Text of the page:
Expression of SlAucsia-1 and SlAucsia-2 genes in tomato. A, cDNA-AFLP analysis showing down-regulation of SlAucsia-1 in preanthesis flower buds from two parthenocarpic auxin-synthesis (iaaM) tomato lines (DefH9-iaaM line 3 and DefH9-RI-iaaM line s5; ...

Tomato has two Aucsia genes. SlAucsia-2 (AK224647) transcript is a homolog of SlAucsia-1: the sequences of SlAucsia-1 and SlAucsia-2 are 85% identical in their coding regions (Supplemental Fig. S1A). SlAucsia-1 and SlAucsia-2 mRNAs encode predicted peptides of 53 amino acids (Table I) with molecular masses of 5,596 and 5,662 D, respectively. Affinity-purified antibodies specific for the 21 C-terminal amino acids of tomato AUCSIA-1 detected a peptide with an apparent molecular mass of approximately 6 kD (Fig. 1C). SlAucsia-1 and SlAucsia-2 mRNAs were both expressed in stems, roots, and leaves and at a higher level in preanthesis flower buds (Fig. 1D). In all organs analyzed, SlAucsia-2 mRNA was more abundant than SlAucsia-1 mRNA (Fig. 1, D and E). For instance, in preanthesis flower buds (i.e. closed flower buds), the SlAucsia-2 mRNA level was three times higher than the SlAucsia-1 mRNA level (Fig. 1E). After pollination/fertilization (i.e. 4–5 d after anthesis), the levels of both SlAucsia-1 and SlAucsia-2 mRNAs decreased dramatically (97%) compared with their levels in preanthesis flower buds (Fig. 1F). Analysis of steady-state levels of SlAucsia-1 and SlAucsia-2 mRNAs in the ovaries collected from the same developmental stages (i.e. before anthesis, stage 1; open flowers, stage 2; after anthesis, stage 3; Fig. 1F) confirmed the data obtained from whole flower buds and showed that SlAucsia-1 and SlAucsia-2 mRNA levels were already decreased (approximately 75%) at the stage of open flower (Fig. 1F). These data suggest a possible involvement of Aucsia genes in controlling fruit initiation.

Table I.
Sequence comparison of putative AUCSIA peptides

In normal fruit development, fertilization triggers the derepression of ovary growth, whereas DefH9-iaaM parthenocarpic plants show precocious ovary growth (Fig. 1G). On the basis of the down-regulation of SlAucsia-1 mRNA in preanthesis DefH9-iaaM and DefH9-RI-iaaM parthenocarpic flower buds and of the down-regulation of both SlAucsia-1 and SlAucsia-2 mRNAs early during fruit initiation in wild-type ovaries/flowers, we have been prompted to test whether silencing of Aucsia genes causes parthenocarpic fruit development.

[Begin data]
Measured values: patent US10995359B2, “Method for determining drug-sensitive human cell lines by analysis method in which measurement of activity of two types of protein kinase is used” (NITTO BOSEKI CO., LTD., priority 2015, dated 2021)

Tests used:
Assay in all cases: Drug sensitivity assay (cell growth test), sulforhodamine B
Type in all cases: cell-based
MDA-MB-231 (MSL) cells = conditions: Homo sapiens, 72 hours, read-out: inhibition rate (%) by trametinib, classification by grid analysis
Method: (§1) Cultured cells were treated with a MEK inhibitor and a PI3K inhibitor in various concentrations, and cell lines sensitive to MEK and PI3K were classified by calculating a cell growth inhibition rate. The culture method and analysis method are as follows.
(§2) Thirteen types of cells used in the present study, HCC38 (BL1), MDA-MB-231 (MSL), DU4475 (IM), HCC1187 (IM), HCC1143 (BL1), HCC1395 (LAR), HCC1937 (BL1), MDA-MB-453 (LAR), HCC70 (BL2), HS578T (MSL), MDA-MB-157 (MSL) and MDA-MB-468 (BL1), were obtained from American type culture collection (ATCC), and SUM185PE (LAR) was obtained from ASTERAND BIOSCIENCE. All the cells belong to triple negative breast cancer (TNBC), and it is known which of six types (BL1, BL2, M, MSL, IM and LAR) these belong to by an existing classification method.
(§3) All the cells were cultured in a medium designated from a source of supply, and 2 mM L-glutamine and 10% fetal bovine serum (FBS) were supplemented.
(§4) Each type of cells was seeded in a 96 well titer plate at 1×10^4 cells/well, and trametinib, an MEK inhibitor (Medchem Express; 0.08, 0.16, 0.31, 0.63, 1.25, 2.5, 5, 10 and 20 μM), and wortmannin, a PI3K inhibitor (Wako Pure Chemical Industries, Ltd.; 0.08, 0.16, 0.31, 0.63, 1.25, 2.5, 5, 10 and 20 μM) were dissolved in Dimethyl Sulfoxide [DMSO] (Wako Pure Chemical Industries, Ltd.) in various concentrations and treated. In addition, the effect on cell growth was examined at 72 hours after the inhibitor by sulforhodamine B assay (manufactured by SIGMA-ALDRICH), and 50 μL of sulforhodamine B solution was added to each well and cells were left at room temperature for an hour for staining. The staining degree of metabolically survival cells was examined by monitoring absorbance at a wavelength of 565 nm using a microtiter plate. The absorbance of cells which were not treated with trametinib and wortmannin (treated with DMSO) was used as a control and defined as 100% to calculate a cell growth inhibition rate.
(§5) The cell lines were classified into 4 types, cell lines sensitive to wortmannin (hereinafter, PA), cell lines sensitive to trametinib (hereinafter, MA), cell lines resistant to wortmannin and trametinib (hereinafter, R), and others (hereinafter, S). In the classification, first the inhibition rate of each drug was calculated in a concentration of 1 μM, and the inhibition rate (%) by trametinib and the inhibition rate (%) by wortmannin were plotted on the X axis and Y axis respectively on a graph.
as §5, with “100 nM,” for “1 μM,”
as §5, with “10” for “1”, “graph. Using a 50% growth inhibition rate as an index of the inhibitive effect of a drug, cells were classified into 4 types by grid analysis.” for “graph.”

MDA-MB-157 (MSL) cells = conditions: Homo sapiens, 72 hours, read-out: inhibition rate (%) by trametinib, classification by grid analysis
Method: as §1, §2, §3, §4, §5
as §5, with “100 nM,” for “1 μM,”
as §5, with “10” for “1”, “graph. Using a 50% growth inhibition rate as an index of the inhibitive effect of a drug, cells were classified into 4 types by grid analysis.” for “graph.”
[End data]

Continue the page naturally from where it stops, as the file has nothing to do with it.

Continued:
Silencing of Tomato Aucsia Genes in Plants Transgenic for the rolC-hpAucsia Construct

In order to functionally characterize Aucsia genes, tomato plants were stably transformed with a hairpin (hp) construct driven by the rolC phloem-specific promoter to elicit RNAi of Aucsia transcripts. The hp construct driven by the rolC promoter has been used previously to confer systemic resistance to Plum pox virus without preventing local infections (Pandolfini et al., 2003). This observation indicates that RNAi elicited by the rolC hp construct is sufficiently robust to prevent the systemic spread of Plum pox virus via the phloem. The rolC-hpAucsia construct contains 200-nucleotide-long DNA fragments of the SlAucsia-1 gene placed in inverted orientation and separated by the spliceosomal intron of the rolA gene of Agrobacterium rhizogenes (Supplemental Fig. S1).

Young leaves from T0 tomato plants transgenic for the rolC-hpAucsia construct, raised in two different genetic backgrounds (L276 and INB777), were analyzed by northern blot. About 50% (13 of 25) of the transgenic plants showed reduced SlAucsia-1 mRNA steady-state levels in comparison with the wild type (data not shown). Six T0 Aucsia-silenced (Fig. 2A) independent lines (L276 1-1, 4-1, 7-1, and 8-2; INB777 7-1 and 13-3; Supplemental Fig. S2) were analyzed for AUCSIA peptide level. In all the T0 independent rolC-hpAucsia plants, AUCSIA peptide level was reduced in flower buds (Fig. 2B). In order to demonstrate that the silenced state is stably transmitted to the progeny, AUCSIA peptide level was evaluated in three T1 Aucsia-silenced transgenic lines (L276 1-1, 7-1, and 8-2). All T1 Aucsia-silenced plants showed reduced AUCSIA peptide levels (Fig. 2C).

Figure 2.
Molecular analysis of Aucsia-silenced plants. A (top), Northern blot analysis of SlAucsia-1 mRNA steady-state levels in leaves of six independent lines (belonging to two different genetic backgrounds, L276 and INB777) transgenic for the rolC-hpAucsia ...